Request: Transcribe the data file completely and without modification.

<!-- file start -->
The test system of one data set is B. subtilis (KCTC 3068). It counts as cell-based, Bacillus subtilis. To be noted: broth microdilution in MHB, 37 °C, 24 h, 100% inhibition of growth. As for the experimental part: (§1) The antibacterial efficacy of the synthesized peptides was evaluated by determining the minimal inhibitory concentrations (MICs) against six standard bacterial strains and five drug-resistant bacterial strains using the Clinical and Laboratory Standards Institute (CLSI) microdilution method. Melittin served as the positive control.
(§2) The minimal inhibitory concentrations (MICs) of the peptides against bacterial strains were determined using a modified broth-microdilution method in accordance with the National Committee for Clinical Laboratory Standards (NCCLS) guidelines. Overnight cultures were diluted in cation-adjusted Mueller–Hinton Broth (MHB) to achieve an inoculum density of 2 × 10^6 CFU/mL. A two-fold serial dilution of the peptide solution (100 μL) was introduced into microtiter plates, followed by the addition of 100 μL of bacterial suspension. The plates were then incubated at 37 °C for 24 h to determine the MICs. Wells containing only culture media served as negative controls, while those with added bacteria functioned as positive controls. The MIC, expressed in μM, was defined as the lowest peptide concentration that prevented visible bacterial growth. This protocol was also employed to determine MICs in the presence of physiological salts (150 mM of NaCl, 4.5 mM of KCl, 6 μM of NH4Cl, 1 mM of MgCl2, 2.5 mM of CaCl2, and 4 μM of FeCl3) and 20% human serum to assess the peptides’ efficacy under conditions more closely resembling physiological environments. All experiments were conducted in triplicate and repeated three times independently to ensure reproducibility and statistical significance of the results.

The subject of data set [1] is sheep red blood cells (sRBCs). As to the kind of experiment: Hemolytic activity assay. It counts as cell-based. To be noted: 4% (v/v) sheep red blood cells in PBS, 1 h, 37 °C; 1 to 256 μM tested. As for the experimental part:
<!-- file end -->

The test system of one data set is B. subtilis (KCTC 3068). It counts as cell-based, Bacillus subtilis. To be noted: broth microdilution in MHB, 37 °C, 24 h, 100% inhibition of growth. As for the experimental part: (§1) The antibacterial efficacy of the synthesized peptides was evaluated by determining the minimal inhibitory concentrations (MICs) against six standard bacterial strains and five drug-resistant bacterial strains using the Clinical and Laboratory Standards Institute (CLSI) microdilution method. Melittin served as the positive control.
(§2) The minimal inhibitory concentrations (MICs) of the peptides against bacterial strains were determined using a modified broth-microdilution method in accordance with the National Committee for Clinical Laboratory Standards (NCCLS) guidelines. Overnight cultures were diluted in cation-adjusted Mueller–Hinton Broth (MHB) to achieve an inoculum density of 2 × 10^6 CFU/mL. A two-fold serial dilution of the peptide solution (100 μL) was introduced into microtiter plates, followed by the addition of 100 μL of bacterial suspension. The plates were then incubated at 37 °C for 24 h to determine the MICs. Wells containing only culture media served as negative controls, while those with added bacteria functioned as positive controls. The MIC, expressed in μM, was defined as the lowest peptide concentration that prevented visible bacterial growth. This protocol was also employed to determine MICs in the presence of physiological salts (150 mM of NaCl, 4.5 mM of KCl, 6 μM of NH4Cl, 1 mM of MgCl2, 2.5 mM of CaCl2, and 4 μM of FeCl3) and 20% human serum to assess the peptides’ efficacy under conditions more closely resembling physiological environments. All experiments were conducted in triplicate and repeated three times independently to ensure reproducibility and statistical significance of the results.

The subject of data set [1] is sheep red blood cells (sRBCs). As to the kind of experiment: Hemolytic activity assay. It counts as cell-based. To be noted: 4% (v/v) sheep red blood cells in PBS, 1 h, 37 °C; 1 to 256 μM tested. As for the experimental part: